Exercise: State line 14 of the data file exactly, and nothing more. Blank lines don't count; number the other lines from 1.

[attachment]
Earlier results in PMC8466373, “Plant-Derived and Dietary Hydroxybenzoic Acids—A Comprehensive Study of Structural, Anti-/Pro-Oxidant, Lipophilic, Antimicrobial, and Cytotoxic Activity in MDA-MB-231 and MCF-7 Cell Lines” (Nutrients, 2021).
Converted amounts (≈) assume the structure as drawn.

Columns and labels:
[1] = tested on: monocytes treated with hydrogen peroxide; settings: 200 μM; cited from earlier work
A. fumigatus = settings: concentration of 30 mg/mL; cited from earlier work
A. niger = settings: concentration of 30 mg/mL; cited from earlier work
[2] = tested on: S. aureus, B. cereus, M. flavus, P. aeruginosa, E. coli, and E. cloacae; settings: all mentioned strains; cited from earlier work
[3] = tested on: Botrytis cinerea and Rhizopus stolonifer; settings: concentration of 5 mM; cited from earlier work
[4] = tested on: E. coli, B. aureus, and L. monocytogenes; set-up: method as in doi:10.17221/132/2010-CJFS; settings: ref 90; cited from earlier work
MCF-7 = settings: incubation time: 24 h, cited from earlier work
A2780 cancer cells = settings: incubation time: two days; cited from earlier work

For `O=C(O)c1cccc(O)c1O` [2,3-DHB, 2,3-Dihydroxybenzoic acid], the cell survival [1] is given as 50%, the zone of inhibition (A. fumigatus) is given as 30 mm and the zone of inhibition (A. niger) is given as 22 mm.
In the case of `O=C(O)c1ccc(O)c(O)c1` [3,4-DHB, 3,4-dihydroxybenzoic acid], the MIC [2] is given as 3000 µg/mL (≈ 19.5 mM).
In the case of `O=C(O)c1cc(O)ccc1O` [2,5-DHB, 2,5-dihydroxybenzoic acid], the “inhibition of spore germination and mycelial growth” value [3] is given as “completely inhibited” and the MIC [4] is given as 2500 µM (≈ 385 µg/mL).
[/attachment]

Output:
In the case of `O=C(O)c1cc(O)ccc1O` [2,5-DHB, 2,5-dihydroxybenzoic acid], the “inhibition of spore germination and mycelial growth” value [3] is given as “completely inhibited” and the MIC [4] is given as 2500 µM (≈ 385 µg/mL).